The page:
The 24-year-old Das impressed the most in his maiden appearance at the biggest stage by finishing fifth in the qualification round before making a round three exit.
Till then, Satyadev Prasad had the best finish among Indians by advancing to the pre-quarters 12 years ago in Athens.
An Olympic medal has eluded the Indian archers who have otherwise achieved almost every other feat, including winning a bronze at the youth level of the Summer Games, courtesy Atul Verma in Nanjing, China 2014.
They have participated in the Olympic Games since the sport was introduced in 1988 Seoul and, barring 2000 Sydney when they failed to qualify, they have competed in seven editions but still failed to win a medal.
Having burst into the limelight at a young age of 15 by becoming the cadet world champion in 2009 Ogden and two years later junior world champion, Deepika was the biggest hope.
She has more than 10 gold medals at the world level including the team and individual at the 2010 Commonwealth Games when she stunned five-time Olympian and bronze-medallist Alison Williamson of Great Britain.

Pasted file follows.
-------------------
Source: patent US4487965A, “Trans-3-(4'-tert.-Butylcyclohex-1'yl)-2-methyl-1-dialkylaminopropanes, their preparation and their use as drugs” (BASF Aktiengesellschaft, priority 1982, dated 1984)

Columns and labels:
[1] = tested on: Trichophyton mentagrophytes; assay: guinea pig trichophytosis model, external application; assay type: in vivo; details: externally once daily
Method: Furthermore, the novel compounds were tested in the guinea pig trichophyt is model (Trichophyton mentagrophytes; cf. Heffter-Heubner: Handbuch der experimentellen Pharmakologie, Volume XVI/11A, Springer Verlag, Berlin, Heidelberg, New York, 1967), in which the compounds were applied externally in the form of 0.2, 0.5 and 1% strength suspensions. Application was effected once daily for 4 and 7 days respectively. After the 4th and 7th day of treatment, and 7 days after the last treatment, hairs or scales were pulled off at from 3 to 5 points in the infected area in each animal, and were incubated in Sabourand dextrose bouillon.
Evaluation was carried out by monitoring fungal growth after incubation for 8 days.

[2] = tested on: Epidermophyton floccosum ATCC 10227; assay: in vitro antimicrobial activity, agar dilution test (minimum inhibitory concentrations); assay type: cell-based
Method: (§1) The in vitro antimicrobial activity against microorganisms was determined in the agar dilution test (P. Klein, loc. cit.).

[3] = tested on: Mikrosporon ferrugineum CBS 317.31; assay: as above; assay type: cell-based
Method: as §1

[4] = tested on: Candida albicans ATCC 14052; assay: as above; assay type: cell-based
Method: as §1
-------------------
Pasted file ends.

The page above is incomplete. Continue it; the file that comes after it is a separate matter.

By 2012 London Olympics, Deepika had transformed herself into world number one, along with her team, and it’s needless to mention that expectations skyrocketed.
But all the hype fizzled out in a few seconds when Deepika lost to Amy Oliver of Great Britain, while the team which also had Bombayala and Chekrovolu Swuro went down to Denmark, both in first rounds.
Now after Rio, Deepika’s career would be at crossroads as it would be a big challenge for her to stay motivated and at the peak till Tokyo 2020.
Former AAI secretary general Paresh Nath Mukherjee, who quit after the London debacle, ending his association with the sport since 1969, first as a player and then as a non-playing captain since 1992, is critical of the archers.
“Clearly the hunger is missing in them. Once they achieve a medal at a world-level event, they are becoming complacent,” Mukherjee told PTI.